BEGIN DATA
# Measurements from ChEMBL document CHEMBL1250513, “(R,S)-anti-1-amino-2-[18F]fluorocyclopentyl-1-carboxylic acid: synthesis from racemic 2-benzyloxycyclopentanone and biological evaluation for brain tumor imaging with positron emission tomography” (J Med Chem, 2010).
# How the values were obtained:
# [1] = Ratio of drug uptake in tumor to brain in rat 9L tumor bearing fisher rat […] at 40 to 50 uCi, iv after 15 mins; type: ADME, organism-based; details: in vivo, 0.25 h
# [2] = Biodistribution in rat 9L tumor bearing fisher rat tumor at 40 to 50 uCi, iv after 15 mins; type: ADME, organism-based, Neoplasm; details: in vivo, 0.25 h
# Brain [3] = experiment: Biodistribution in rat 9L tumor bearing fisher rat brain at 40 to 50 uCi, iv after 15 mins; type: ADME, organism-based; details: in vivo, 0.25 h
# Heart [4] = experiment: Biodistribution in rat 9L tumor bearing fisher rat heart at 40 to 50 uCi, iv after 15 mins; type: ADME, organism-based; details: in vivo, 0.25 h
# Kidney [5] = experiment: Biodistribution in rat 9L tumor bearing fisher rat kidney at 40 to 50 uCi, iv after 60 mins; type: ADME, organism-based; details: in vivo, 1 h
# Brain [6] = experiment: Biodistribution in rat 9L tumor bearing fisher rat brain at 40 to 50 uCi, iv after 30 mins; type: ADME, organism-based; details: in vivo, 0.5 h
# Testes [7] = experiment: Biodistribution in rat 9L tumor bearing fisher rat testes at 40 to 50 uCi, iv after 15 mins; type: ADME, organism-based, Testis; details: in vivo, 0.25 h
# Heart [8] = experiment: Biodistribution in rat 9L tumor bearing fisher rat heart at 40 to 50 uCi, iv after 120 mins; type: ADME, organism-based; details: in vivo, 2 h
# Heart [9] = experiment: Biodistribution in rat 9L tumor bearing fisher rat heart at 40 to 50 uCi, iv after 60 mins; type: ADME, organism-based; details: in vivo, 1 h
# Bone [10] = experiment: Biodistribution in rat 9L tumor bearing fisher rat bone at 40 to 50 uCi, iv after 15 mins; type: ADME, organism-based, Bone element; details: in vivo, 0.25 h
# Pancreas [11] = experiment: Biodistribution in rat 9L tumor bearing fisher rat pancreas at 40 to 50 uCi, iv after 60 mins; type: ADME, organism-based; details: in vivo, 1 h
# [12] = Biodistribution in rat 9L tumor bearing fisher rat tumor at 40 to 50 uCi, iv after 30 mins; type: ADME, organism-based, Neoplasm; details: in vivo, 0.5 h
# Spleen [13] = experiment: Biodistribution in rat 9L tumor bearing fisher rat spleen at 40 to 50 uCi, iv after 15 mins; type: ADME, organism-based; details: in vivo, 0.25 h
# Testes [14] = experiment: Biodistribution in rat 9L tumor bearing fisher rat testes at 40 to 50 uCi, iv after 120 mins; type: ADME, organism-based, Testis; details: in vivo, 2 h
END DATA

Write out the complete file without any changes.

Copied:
# Measurements from ChEMBL document CHEMBL1250513, “(R,S)-anti-1-amino-2-[18F]fluorocyclopentyl-1-carboxylic acid: synthesis from racemic 2-benzyloxycyclopentanone and biological evaluation for brain tumor imaging with positron emission tomography” (J Med Chem, 2010).
# How the values were obtained:
# [1] = Ratio of drug uptake in tumor to brain in rat 9L tumor bearing fisher rat […] at 40 to 50 uCi, iv after 15 mins; type: ADME, organism-based; details: in vivo, 0.25 h
# [2] = Biodistribution in rat 9L tumor bearing fisher rat tumor at 40 to 50 uCi, iv after 15 mins; type: ADME, organism-based, Neoplasm; details: in vivo, 0.25 h
# Brain [3] = experiment: Biodistribution in rat 9L tumor bearing fisher rat brain at 40 to 50 uCi, iv after 15 mins; type: ADME, organism-based; details: in vivo, 0.25 h
# Heart [4] = experiment: Biodistribution in rat 9L tumor bearing fisher rat heart at 40 to 50 uCi, iv after 15 mins; type: ADME, organism-based; details: in vivo, 0.25 h
# Kidney [5] = experiment: Biodistribution in rat 9L tumor bearing fisher rat kidney at 40 to 50 uCi, iv after 60 mins; type: ADME, organism-based; details: in vivo, 1 h
# Brain [6] = experiment: Biodistribution in rat 9L tumor bearing fisher rat brain at 40 to 50 uCi, iv after 30 mins; type: ADME, organism-based; details: in vivo, 0.5 h
# Testes [7] = experiment: Biodistribution in rat 9L tumor bearing fisher rat testes at 40 to 50 uCi, iv after 15 mins; type: ADME, organism-based, Testis; details: in vivo, 0.25 h
# Heart [8] = experiment: Biodistribution in rat 9L tumor bearing fisher rat heart at 40 to 50 uCi, iv after 120 mins; type: ADME, organism-based; details: in vivo, 2 h
# Heart [9] = experiment: Biodistribution in rat 9L tumor bearing fisher rat heart at 40 to 50 uCi, iv after 60 mins; type: ADME, organism-based; details: in vivo, 1 h
# Bone [10] = experiment: Biodistribution in rat 9L tumor bearing fisher rat bone at 40 to 50 uCi, iv after 15 mins; type: ADME, organism-based, Bone element; details: in vivo, 0.25 h
# Pancreas [11] = experiment: Biodistribution in rat 9L tumor bearing fisher rat pancreas at 40 to 50 uCi, iv after 60 mins; type: ADME, organism-based; details: in vivo, 1 h
# [12] = Biodistribution in rat 9L tumor bearing fisher rat tumor at 40 to 50 uCi, iv after 30 mins; type: ADME, organism-based, Neoplasm; details: in vivo, 0.5 h
# Spleen [13] = experiment: Biodistribution in rat 9L tumor bearing fisher rat spleen at 40 to 50 uCi, iv after 15 mins; type: ADME, organism-based; details: in vivo, 0.25 h
# Testes [14] = experiment: Biodistribution in rat 9L tumor bearing fisher rat testes at 40 to 50 uCi, iv after 120 mins; type: ADME, organism-based, Testis; details: in vivo, 2 h